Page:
(25)
The limited angle FBP and limited angle Lambda algorithms are

(26)
respectively. The objects in Fig. 3 are reconstructed using this limited angle FBP algorithm. Limited angle Lambda CT is local, so it can be used for the limited angle ROI data in electron microscope tomography [80, 83].

Fan Beam and Cone Beam CT

The parallel beam parameterization of lines in the plane used above is more convenient mathematically, but modern CT scanners use a single X-ray source that emits X-rays in a fan or cone beam. The source and detectors (on the other side of the body) move around the body and quickly acquire data. This requires different parameterizations of lines.

The fan beam parameterization is used if the X-rays are collimated to one reconstruction plane. Let C be the curve of sources in the plane, typically a circle surrounding the object, and let (ω, θ) ∈ C × S 1. Then,

In this case the analogs of the formulas proved above are a little more complicated. For example, a Lambda-type operator can be designed by taking the negative second derivative in θS 1. The other formulas are similar and one can find them in [66, 90].

In cone beam tomography, the source is collimated to illuminate a cone in space, and the source moves in a curve around the body along with the detectors. This scanner images a volume in the body, rather than a planar region as , and the fan beam transform does. However, the reconstruction formulas are more subtle [50], and one can understand these difficulties using microlocal analysis [25, 30]. Related issues come up in conical tilt ET as will be described in section “Microlocal Analysis of Conical Tilt Electron Microscope Tomography (ET).”

These data acquisition methods have several advantages over parallel beam data acquisition. First, the scanners are simpler to build than the original CT scanners, which took data using the parallel geometry, and so a single X-ray source (or several collimated sources) and detector(s) were translated to get data over parallel lines in one direction, and then the source and detector were rotated to get lines for other directions. Second, they can acquire data more quickly than old style parallel beam scanners since the fan beam X-ray source and detector array move in a circle around the object.

This is all discussed in Herman’s chapter in this book [44].

Algorithms in Conical Tilt ET

Conical tilt ET [108] is a new data acquisition geometry in ET that has the potential to provide faster data acquisition as well as clearer reconstructions. The algorithms used for the conical tilt ET reconstructions will be given in section “Electron Microscope Tomography (ET) Over Arbitrary Curves.” This will lay the groundwork to understand why the reconstructions in that section from two very similar algorithms are so dramatically different. The model and mathematics are fully discussed in Öktem’s chapter in this book [71].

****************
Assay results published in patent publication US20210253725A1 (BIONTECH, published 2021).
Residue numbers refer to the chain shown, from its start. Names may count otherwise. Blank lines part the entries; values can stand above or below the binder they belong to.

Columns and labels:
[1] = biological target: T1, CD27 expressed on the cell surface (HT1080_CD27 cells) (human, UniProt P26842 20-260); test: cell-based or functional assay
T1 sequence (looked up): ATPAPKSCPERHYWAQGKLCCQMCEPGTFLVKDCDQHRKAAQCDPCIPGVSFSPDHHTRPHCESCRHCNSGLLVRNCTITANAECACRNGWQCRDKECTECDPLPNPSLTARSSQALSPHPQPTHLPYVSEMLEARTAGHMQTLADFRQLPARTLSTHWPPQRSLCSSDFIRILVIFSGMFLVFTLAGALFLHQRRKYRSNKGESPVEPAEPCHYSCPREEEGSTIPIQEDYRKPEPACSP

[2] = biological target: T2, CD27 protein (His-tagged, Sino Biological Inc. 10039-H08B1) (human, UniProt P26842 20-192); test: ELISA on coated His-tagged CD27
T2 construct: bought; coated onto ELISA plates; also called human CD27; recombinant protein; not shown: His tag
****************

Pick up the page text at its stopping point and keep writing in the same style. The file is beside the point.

First the notation is established. For ωS 2, denote the plane through the origin perpendicular to ω by

(27)
The tangent space to the sphere S 2 is

since the plane ω P is the tangent plane to S 2 at ω. This gives the parallel beam parameterization of lines in space: for (ω, x) ∈ T(S 2), the line

If ω is fixed, then the lines L(ω, x) for xω P are all parallel. As noted in Öktem’s chapter in this book [71], ET data are typically taken on a curve SS 2. This means the lines in the data set are parameterized by

So, for , the ET data of f for lines parallel to S can be modeled as the parallel beam transform

Its dual transform is defined for functions g on as

where dω is the arc length measure on S. This represents the integral of g over all lines through x.

In this section, conical tilt ET is considered; an angle α ∈ (0, π∕2) is chosen, and data are taken for angles on the latitude circle:

Let C α be the cone with vertex at the origin and opening angle α from the vertical axis:

Note that C α is the cone generated by S α .

Here are the two algorithms for which reconstructions were given in section “Electron Microscope Tomography (ET) Over Arbitrary Curves.” The first operator is a generalization of one developed for cone beam CT by Louis and Maaß [62]:

(28)
where Δ S is the Laplacian on the detector plane, ω P . The second operator is defined

(29)
where is the second derivative on the detector plane ω P in the tangent direction to the curve S at ω (see Öktem’s chapter in this book [71]). The next theorem helps clarify these operators by writing them as convolution operators.

Theorem 10.

Let be the conical tilt ET transform with angle α ∈ (0,π∕2). Let . Then

(30)

(31)

(32)
where I is the distribution defined for by

and d y is the surface area measure on the cone C α.

Equation (30) makes sense since integrates over all lines in the data set through x, and these are exactly the lines in the shifted cone x + C α . The theorem implies that each of the operators is related to a simple convolution with a singular weighted integration over the cone C α .

Proof.

The theorem is first proven for , by calculating (30):

where the substitution s = t − (x